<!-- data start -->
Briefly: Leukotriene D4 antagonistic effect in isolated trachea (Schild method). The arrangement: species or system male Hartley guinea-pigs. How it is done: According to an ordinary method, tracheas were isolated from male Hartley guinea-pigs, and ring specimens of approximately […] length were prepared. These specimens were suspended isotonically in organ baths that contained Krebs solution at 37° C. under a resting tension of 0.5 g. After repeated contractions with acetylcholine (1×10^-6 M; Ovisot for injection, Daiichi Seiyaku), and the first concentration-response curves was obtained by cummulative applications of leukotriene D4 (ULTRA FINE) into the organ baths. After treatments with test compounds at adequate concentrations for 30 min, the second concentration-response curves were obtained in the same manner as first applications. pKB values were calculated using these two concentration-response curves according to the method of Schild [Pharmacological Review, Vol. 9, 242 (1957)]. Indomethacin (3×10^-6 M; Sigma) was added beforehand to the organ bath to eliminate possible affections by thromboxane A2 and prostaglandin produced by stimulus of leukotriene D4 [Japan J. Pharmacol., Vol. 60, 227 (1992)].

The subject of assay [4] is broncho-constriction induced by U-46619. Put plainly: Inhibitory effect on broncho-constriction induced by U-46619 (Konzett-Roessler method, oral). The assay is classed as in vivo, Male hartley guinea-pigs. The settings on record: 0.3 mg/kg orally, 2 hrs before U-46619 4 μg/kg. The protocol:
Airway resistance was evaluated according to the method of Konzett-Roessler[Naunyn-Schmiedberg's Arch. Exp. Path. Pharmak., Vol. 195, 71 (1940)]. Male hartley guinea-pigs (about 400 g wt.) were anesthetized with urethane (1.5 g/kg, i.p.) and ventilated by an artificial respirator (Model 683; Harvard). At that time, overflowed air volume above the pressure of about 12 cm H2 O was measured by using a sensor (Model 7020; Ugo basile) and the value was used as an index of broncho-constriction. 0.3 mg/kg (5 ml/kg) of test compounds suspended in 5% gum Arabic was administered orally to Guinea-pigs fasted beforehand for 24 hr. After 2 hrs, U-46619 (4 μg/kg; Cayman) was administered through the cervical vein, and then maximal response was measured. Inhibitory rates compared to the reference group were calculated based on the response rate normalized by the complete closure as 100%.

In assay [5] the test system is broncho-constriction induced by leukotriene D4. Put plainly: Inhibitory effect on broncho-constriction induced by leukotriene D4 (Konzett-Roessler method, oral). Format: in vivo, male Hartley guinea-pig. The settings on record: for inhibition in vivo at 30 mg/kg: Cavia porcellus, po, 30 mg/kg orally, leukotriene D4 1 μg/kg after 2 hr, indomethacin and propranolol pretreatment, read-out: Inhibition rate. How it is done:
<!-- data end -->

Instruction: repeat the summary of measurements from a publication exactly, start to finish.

Briefly: Leukotriene D4 antagonistic effect in isolated trachea (Schild method). The arrangement: species or system male Hartley guinea-pigs. How it is done: According to an ordinary method, tracheas were isolated from male Hartley guinea-pigs, and ring specimens of approximately […] length were prepared. These specimens were suspended isotonically in organ baths that contained Krebs solution at 37° C. under a resting tension of 0.5 g. After repeated contractions with acetylcholine (1×10^-6 M; Ovisot for injection, Daiichi Seiyaku), and the first concentration-response curves was obtained by cummulative applications of leukotriene D4 (ULTRA FINE) into the organ baths. After treatments with test compounds at adequate concentrations for 30 min, the second concentration-response curves were obtained in the same manner as first applications. pKB values were calculated using these two concentration-response curves according to the method of Schild [Pharmacological Review, Vol. 9, 242 (1957)]. Indomethacin (3×10^-6 M; Sigma) was added beforehand to the organ bath to eliminate possible affections by thromboxane A2 and prostaglandin produced by stimulus of leukotriene D4 [Japan J. Pharmacol., Vol. 60, 227 (1992)].

The subject of assay [4] is broncho-constriction induced by U-46619. Put plainly: Inhibitory effect on broncho-constriction induced by U-46619 (Konzett-Roessler method, oral). The assay is classed as in vivo, Male hartley guinea-pigs. The settings on record: 0.3 mg/kg orally, 2 hrs before U-46619 4 μg/kg. The protocol:
Airway resistance was evaluated according to the method of Konzett-Roessler[Naunyn-Schmiedberg's Arch. Exp. Path. Pharmak., Vol. 195, 71 (1940)]. Male hartley guinea-pigs (about 400 g wt.) were anesthetized with urethane (1.5 g/kg, i.p.) and ventilated by an artificial respirator (Model 683; Harvard). At that time, overflowed air volume above the pressure of about 12 cm H2 O was measured by using a sensor (Model 7020; Ugo basile) and the value was used as an index of broncho-constriction. 0.3 mg/kg (5 ml/kg) of test compounds suspended in 5% gum Arabic was administered orally to Guinea-pigs fasted beforehand for 24 hr. After 2 hrs, U-46619 (4 μg/kg; Cayman) was administered through the cervical vein, and then maximal response was measured. Inhibitory rates compared to the reference group were calculated based on the response rate normalized by the complete closure as 100%.

In assay [5] the test system is broncho-constriction induced by leukotriene D4. Put plainly: Inhibitory effect on broncho-constriction induced by leukotriene D4 (Konzett-Roessler method, oral). Format: in vivo, male Hartley guinea-pig. The settings on record: for inhibition in vivo at 30 mg/kg: Cavia porcellus, po, 30 mg/kg orally, leukotriene D4 1 μg/kg after 2 hr, indomethacin and propranolol pretreatment, read-out: Inhibition rate. How it is done: